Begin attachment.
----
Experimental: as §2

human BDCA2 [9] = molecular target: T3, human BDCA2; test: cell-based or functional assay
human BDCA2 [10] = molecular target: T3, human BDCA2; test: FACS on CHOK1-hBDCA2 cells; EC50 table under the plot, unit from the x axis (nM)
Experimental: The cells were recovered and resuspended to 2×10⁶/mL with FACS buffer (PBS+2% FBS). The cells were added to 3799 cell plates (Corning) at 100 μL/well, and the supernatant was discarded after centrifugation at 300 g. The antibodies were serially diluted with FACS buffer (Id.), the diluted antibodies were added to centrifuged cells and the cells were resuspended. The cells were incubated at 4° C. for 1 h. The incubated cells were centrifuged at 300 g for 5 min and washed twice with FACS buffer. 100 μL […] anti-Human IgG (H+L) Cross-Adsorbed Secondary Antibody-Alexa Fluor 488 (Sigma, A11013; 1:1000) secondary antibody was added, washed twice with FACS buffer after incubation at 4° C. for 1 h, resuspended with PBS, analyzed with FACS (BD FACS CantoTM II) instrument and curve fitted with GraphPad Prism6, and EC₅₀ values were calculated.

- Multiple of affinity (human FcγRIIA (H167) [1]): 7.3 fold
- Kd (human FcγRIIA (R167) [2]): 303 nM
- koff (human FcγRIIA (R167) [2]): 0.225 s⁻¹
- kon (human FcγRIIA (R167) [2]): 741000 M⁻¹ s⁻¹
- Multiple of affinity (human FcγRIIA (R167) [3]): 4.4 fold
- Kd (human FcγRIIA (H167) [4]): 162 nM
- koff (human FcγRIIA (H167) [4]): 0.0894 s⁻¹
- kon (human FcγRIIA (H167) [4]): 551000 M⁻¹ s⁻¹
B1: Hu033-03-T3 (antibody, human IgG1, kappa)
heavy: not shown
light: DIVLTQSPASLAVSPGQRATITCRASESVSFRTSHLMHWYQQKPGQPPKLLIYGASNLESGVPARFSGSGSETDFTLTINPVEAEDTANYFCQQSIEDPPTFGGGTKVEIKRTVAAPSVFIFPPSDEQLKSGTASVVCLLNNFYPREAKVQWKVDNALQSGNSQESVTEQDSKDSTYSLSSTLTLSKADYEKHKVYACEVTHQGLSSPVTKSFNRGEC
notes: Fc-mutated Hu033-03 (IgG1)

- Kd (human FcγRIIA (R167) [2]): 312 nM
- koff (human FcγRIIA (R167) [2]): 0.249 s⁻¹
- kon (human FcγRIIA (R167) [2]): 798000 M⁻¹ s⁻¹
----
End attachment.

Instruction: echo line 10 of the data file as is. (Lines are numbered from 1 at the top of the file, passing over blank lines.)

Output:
- Kd (human FcγRIIA (H167) [4]): 162 nM